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Pedals for a newbie

Posted: Tue Aug 11, 2009 6:50 am
by Big Willie Style
Hey guys,

Finally getting away from multi-effects and going to get a few pedals to go along with my Laney VC-15 tube amp. I don't know much about pedals, so can anyone give me an idea what I should get?

A guy at my local shop told me to get an overdrive, a wah, a chorus, and a delay and I should be good to go. Does that sound about right?

If that's the case, any recommendations on what brand I should get? I know it's really up to personal taste but I'm just hoping for some input from those of you that are more experienced. Thanks all


Posted: Tue Aug 11, 2009 7:14 am
by JohnA
Your local shop has made a reasonable suggestion, based on a pretty usual combination of pedals, but some people hate chorus pedals, it really depends on what sort of sounds you are trying to make, personally if I had to strip my pedalboard down to four pedals they would be.

1 Fuzz
2 Compressor
3 Delay
4 Overdrive

But everyone's different :wink: If you give me an idea of which guitarists/sounds you like I would be able to help a bit better.

One bit of advice is buy with your ears! I tried all sorts of 'boutique' fuzz pedals before settling on a Seymour Duncan Tweak Fuzz which to me sounded much better than pedals twice the price, also rather than paying through the nose for tubescreamer, I would recommend the Daphon Overdrive, $30 and I would bet you couldn't tell the difference.

Posted: Tue Aug 11, 2009 8:53 am
by stratman323
My pedal board for gigs consisted of (in this order, recommended by Ozeshin)

Another overdrive
Clean Volume Boost (Seymour Duncan pickup booster)

This enabled me to get 2 different levels of overdrive, plus a slight volume boost for solos when needed. If overdrive is not your thing but chorus is (personally I hate chorus), replace one overdrive with a chorus.

But as John said, it's a very personal choice, like pickups. There's no right or wrong.


Posted: Tue Aug 11, 2009 10:26 am
by Loudmouse
I would try a wah straight into the Laney and then add the rest of your chosen effects through the effects loop.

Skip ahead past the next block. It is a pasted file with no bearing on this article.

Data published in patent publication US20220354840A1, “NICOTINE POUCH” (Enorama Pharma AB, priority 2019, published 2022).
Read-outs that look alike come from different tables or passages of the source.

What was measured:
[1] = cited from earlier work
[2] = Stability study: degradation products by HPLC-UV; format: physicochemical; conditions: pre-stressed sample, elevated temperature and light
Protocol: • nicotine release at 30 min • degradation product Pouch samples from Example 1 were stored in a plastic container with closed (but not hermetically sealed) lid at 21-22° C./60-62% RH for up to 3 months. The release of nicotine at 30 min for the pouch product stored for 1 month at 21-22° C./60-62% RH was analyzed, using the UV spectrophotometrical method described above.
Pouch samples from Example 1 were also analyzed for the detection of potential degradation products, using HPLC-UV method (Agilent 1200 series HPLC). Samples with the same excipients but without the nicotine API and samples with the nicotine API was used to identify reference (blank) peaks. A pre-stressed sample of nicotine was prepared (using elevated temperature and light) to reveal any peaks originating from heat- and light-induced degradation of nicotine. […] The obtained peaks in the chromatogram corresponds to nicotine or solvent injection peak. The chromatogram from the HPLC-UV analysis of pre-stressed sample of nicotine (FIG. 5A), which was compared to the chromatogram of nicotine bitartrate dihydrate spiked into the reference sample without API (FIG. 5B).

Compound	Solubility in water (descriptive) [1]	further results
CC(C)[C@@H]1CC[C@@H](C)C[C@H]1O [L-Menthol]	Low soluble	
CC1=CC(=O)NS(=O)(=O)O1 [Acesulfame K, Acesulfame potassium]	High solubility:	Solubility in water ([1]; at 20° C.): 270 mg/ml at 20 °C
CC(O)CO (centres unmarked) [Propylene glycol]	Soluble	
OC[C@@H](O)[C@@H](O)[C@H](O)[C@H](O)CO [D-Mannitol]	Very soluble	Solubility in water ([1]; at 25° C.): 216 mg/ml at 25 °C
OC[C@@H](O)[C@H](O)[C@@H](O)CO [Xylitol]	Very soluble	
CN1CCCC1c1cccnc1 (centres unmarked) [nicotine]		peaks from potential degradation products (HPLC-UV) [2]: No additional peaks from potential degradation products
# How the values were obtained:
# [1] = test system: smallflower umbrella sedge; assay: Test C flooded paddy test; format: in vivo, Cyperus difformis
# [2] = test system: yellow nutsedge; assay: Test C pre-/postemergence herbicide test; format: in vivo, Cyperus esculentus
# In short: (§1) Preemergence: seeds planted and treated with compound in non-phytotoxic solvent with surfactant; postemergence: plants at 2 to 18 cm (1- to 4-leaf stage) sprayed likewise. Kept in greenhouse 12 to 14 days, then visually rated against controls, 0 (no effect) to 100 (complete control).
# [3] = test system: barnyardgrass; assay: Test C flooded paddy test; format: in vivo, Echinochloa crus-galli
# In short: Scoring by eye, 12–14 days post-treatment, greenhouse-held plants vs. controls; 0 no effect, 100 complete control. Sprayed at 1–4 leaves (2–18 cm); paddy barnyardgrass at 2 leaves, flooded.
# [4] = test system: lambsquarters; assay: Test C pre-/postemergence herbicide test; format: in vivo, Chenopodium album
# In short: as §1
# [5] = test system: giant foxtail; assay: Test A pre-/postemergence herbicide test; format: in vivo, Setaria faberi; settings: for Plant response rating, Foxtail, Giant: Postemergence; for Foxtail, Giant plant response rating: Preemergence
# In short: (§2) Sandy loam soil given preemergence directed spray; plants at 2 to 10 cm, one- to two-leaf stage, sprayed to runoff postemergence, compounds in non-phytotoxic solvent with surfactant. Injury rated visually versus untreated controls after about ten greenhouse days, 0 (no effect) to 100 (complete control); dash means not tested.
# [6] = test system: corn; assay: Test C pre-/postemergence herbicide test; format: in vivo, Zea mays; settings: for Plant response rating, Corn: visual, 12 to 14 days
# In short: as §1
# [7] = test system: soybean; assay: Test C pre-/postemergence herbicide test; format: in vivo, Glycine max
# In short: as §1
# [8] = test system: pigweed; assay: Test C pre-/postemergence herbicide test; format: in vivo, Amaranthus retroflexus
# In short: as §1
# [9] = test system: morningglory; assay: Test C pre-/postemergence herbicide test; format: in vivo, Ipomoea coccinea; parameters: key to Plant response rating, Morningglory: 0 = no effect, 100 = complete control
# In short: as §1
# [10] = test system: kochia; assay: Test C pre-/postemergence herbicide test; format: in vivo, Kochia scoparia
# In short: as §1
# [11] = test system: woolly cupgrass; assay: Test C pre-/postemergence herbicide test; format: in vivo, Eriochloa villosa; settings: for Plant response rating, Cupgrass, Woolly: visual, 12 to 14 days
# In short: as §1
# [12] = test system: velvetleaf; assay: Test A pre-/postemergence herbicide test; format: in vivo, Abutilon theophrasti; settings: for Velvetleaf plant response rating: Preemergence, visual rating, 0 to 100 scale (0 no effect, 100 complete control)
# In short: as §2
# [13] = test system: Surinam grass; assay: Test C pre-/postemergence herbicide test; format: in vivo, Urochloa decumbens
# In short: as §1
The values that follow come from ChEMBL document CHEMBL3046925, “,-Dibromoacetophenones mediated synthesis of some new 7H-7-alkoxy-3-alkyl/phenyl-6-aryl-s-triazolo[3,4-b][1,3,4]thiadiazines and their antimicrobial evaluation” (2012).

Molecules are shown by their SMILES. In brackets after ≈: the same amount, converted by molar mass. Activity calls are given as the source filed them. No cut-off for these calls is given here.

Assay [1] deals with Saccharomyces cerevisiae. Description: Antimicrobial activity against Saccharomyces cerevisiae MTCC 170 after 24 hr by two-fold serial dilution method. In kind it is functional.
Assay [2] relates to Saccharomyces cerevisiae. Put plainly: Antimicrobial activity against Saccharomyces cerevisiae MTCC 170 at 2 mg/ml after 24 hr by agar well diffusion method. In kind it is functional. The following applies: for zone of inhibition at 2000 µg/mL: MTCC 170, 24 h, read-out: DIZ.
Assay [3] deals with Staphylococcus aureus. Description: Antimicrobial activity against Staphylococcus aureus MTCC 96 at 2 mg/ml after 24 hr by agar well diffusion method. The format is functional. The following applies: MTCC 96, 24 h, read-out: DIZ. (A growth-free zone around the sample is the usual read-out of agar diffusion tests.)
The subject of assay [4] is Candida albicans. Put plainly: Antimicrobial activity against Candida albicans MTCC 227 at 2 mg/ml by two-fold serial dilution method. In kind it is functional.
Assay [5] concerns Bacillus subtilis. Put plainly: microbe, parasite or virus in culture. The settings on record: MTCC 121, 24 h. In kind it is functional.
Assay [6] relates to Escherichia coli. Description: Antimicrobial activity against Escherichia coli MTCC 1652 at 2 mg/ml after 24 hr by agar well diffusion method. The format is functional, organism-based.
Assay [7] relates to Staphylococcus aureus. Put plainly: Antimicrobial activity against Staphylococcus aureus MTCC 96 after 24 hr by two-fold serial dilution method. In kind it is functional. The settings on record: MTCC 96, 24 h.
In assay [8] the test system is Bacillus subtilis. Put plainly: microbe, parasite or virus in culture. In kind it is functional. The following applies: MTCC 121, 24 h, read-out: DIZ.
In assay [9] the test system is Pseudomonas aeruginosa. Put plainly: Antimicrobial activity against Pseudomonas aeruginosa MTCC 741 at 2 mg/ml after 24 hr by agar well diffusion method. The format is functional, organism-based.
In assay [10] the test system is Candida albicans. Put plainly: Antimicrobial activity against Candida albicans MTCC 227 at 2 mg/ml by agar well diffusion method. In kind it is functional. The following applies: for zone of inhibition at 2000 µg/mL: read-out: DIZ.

Did you try the multi-effects with the loop?

Posted: Tue Aug 11, 2009 1:57 pm
by Dave_Mc
i agree with john and mike, it's very much personal preference. It also depends very much on the tones you want- if you use a lot of fuzz tones you're going to have to get that from a pedal, etc. etc. Also depends on your amp, if you like the laney's overdrive channel and it has enough gain, you might not need an overdrive (though it wouldn't hurt for a solo boost, but a clean boost might be better for that if you want the boost to be as transparent as possible).

I don't gig, so my pedalboard more or less has every pedal i own on it :lol: but if i had to narrow it down to a couple, I'd have a noise suppressor (isp decimator- only really needed if you need high gain tones), good wah (i hate my crybaby), delay (only really for solos) and either an overdrive or a chorus (depending on the amp- if i'm allowed to use my engl i don't need an OD). Oh and a tuner, of course.

Posted: Tue Aug 11, 2009 8:21 pm
by Big Willie Style
Hi guys, and thanks for the replies.

Most of the stuff I like to play is classic rock, blues, and a little bit of everything in between, except country :roll: .

The Laney does have a nice overdrive channel but I was thinking about trying an overdrive as well, just for kicks. I was thinking of the Boss BD-2 or Digitech Bad Monkey, basically because they're not too pricey (I just play for fun, not a job) and they seem to have a lot of great reviews.

As far as a wah, the jury seems to be WAY out on these. Some swear by Vox, some Dunlop. Some say modded is the only way to go. I'm just looking for something decent since really, I likely won't notice the difference.

As far as the chorus and delay, I hadn't even thought of these until the guy at my shop mentioned them. What I planned on getting was:
- wah
- overdrive
- distortion
- EQ or sonic stomp
- tuner (probably)
- compressor (maybe)

What do you guys think of these as a basic classic rock/blues setup?

Thanks again.


P.S. JohnA, I had checked out the Daphon before. They are priced well, but with the shipping added in (quite high to Korea where I live) I could get the Bad Monkey for about the same. What would you prefer?

Posted: Wed Aug 12, 2009 3:16 am
by stratman323
Big Willie Style wrote:As far as a wah, the jury seems to be WAY out on these. Some swear by Vox, some Dunlop. Some say modded is the only way to go. I'm just looking for something decent since really, I likely won't notice the difference.
I'm a new boy to wahs, I only got my Cry Baby a couple of years ago. My mate (who's a more experienced gigger than I am) came to our last gig, & he said he was impressed by the sound of the wah - better than Cry Baby's usually sound, so he said. So maybe it just works well with my amp?

Or maybe I just blew him away with my playing?


Posted: Wed Aug 12, 2009 4:03 am
by JohnA
Ny opinion, and it's only an opinion :wink: would be to go for quality rather than quantity, if you are just playing at home then you don't need the flexibility of being able to switch between a million sounds very quickly, and some great basic tones would be more rewarding.

Buy one pedal at a time and see if you think you need more, start with a decent overdrive / distortion / fuzz, and try and get something that does well what your amp doesn't. My guess, as I haven't played one, is that the vox does pretty good overdrive but not great distortion, so I would go for a distortion pedal rather than an overdrive.

- wah great fun to play with :)
- overdrive
- distortion get one or the other for the time being.
- EQ or sonic stomp wouldn't bother, you won't see the benefit.
- tuner (probably) if you are only playing at home you don't need a tuner pedal if you already have a regular tuner.